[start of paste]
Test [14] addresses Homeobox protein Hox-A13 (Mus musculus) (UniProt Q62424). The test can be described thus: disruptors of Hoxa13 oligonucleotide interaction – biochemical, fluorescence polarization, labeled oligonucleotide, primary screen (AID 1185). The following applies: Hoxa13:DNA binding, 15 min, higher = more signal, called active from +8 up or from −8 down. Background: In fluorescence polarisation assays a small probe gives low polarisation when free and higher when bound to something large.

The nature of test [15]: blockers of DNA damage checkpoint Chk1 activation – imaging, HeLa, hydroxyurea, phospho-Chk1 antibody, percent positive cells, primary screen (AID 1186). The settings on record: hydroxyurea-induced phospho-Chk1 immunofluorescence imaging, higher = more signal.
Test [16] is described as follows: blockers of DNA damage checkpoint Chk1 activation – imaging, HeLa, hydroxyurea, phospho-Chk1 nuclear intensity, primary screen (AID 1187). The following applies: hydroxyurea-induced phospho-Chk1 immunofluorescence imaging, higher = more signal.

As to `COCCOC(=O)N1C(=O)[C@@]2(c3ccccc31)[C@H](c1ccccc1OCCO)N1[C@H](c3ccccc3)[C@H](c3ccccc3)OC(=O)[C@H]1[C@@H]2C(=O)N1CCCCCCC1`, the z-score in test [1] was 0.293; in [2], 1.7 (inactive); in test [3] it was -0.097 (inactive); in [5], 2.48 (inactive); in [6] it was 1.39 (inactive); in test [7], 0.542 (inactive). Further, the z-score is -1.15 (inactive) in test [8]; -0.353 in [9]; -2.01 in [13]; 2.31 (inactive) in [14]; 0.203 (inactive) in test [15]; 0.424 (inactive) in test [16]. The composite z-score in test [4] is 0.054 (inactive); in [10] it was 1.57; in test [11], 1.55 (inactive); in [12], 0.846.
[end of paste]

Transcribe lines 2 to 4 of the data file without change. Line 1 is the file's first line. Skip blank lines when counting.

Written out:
The nature of test [15]: blockers of DNA damage checkpoint Chk1 activation – imaging, HeLa, hydroxyurea, phospho-Chk1 antibody, percent positive cells, primary screen (AID 1186). The settings on record: hydroxyurea-induced phospho-Chk1 immunofluorescence imaging, higher = more signal.
Test [16] is described as follows: blockers of DNA damage checkpoint Chk1 activation – imaging, HeLa, hydroxyurea, phospho-Chk1 nuclear intensity, primary screen (AID 1187). The following applies: hydroxyurea-induced phospho-Chk1 immunofluorescence imaging, higher = more signal.

As to `COCCOC(=O)N1C(=O)[C@@]2(c3ccccc31)[C@H](c1ccccc1OCCO)N1[C@H](c3ccccc3)[C@H](c3ccccc3)OC(=O)[C@H]1[C@@H]2C(=O)N1CCCCCCC1`, the z-score in test [1] was 0.293; in [2], 1.7 (inactive); in test [3] it was -0.097 (inactive); in [5], 2.48 (inactive); in [6] it was 1.39 (inactive); in test [7], 0.542 (inactive). Further, the z-score is -1.15 (inactive) in test [8]; -0.353 in [9]; -2.01 in [13]; 2.31 (inactive) in [14]; 0.203 (inactive) in test [15]; 0.424 (inactive) in test [16]. The composite z-score in test [4] is 0.054 (inactive); in [10] it was 1.57; in test [11], 1.55 (inactive); in [12], 0.846.